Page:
On the Republican side, Ed Gillespie's Republican State Leadership Committee is working with Karl Rove's American Crossroads to take over state governments, with a cadre of big donors chipping in to support their efforts, the New York Times' Nicholas Confessore and Monica Davey report. On the Democratic side, unions focus on state elections, as do a few major donors, but not in the same nationally coordinated way, leaving many elections slipping through the cracks on the Democratic side.
Take Michigan, where Republicans have used the lame duck session to speedily enact a slew of far-right laws they did not talk much about during their election campaigns. Gillespie's group has put $1.6 million into Michigan legislative races, and Gov. Rick Snyder was elected with the help of similar efforts:
In 2010, the Republican Governors Association sponsored $3.5 million worth of television commercials promoting Mr. Snyder and set up a Michigan affiliate that gave $5.2 million to the Michigan Republican Party.Because of Republican efforts like this, and Democratic failure to match them, "Starting next year, Republicans will have one-party control in almost half of the state capitals in the country." Some of that is left over from 2010, but far from all.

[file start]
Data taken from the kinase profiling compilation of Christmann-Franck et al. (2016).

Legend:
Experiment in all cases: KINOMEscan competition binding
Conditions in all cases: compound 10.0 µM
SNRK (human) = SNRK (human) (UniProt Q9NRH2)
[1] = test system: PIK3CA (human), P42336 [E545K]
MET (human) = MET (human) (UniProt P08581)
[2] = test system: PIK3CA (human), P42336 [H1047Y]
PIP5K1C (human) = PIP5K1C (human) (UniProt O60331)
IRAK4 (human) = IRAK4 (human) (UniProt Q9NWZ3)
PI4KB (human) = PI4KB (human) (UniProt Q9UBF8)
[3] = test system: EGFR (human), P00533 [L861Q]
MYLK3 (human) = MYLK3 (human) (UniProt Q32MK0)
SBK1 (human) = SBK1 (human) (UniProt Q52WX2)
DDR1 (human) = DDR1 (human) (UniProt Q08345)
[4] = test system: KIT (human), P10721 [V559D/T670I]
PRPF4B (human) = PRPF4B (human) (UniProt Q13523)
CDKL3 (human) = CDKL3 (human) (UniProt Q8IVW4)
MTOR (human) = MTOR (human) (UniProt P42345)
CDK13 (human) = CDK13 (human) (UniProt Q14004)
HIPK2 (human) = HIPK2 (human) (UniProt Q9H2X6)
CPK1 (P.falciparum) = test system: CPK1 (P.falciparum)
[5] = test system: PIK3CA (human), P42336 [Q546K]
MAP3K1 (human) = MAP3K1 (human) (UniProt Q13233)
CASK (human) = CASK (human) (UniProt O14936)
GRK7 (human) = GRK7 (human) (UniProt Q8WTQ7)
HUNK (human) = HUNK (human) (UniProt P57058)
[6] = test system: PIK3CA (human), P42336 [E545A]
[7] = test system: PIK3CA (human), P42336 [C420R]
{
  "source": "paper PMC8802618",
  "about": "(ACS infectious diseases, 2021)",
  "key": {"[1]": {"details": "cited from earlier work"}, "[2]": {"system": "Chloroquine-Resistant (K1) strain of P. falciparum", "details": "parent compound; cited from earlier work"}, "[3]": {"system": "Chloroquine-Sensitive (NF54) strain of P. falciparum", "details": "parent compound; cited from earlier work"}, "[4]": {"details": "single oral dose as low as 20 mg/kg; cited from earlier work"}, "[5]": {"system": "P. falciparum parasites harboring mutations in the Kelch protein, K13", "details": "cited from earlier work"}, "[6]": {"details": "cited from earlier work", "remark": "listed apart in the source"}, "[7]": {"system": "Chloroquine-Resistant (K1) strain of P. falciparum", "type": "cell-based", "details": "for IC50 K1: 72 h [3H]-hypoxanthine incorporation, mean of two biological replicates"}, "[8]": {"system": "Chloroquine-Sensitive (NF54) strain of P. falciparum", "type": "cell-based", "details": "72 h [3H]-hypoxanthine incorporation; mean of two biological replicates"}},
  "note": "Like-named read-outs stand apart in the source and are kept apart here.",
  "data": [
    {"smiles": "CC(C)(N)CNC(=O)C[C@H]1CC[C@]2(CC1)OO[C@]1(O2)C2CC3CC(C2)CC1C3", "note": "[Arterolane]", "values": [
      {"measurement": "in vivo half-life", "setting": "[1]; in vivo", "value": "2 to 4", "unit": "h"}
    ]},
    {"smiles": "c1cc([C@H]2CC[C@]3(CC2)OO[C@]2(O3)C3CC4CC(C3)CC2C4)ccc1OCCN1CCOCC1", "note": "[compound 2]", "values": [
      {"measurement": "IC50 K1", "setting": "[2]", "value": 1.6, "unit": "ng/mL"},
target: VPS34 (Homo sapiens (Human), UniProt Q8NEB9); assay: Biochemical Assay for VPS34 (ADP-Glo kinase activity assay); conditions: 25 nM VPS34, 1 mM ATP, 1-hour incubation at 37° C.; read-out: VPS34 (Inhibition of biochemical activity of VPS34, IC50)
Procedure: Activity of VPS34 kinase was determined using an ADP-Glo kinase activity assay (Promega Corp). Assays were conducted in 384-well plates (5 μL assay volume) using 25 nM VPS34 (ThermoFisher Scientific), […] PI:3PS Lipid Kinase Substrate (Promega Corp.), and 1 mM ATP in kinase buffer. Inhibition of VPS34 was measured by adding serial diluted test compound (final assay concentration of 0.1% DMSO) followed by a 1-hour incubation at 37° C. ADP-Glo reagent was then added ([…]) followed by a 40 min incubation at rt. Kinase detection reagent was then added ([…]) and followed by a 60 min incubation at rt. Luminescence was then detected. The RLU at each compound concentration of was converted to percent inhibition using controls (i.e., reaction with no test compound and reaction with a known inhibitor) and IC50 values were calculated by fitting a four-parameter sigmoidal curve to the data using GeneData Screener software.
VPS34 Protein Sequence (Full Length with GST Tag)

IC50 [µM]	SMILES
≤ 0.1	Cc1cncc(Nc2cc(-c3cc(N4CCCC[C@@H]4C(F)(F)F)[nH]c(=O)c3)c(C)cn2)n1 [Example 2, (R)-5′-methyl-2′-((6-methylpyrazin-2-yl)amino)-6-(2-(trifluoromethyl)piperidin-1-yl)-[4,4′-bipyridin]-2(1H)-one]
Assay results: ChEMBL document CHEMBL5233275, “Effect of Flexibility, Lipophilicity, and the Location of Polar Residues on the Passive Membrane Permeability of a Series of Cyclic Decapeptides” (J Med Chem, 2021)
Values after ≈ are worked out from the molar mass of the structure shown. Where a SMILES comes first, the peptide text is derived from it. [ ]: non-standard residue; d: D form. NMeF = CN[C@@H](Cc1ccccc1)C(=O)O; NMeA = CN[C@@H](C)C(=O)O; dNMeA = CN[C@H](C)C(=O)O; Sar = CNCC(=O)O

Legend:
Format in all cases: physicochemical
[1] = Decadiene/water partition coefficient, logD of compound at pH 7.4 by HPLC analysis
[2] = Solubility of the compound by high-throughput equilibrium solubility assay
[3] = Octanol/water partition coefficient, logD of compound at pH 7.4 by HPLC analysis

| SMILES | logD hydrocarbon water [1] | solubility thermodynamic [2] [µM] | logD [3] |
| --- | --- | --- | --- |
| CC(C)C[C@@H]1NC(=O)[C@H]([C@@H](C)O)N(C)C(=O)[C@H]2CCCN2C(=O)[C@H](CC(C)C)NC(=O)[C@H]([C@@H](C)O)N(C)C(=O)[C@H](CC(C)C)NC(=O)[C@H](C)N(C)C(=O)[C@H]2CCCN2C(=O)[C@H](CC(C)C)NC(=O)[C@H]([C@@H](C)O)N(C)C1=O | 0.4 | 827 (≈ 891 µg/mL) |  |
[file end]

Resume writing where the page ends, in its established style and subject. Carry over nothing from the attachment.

The spending appeared to be part of a money swap that was engineered by the governors’ association, according to Rich Robinson of the Michigan Campaign Finance Network, a watchdog organization. The spending by the group almost exactly equaled the amount contributed to it by Michigan donors, replacing money that largely came from Michigan corporate donors and could not legally be given to Michigan candidates with funds from wealthy out-of-state contributors, such as Mr. Perry and David Koch.
Money shouldn't dominate our political system the way it does, of course. But it does. Rich Democrats need to take a page from the Republican book in their funding strategies, if not in anything else.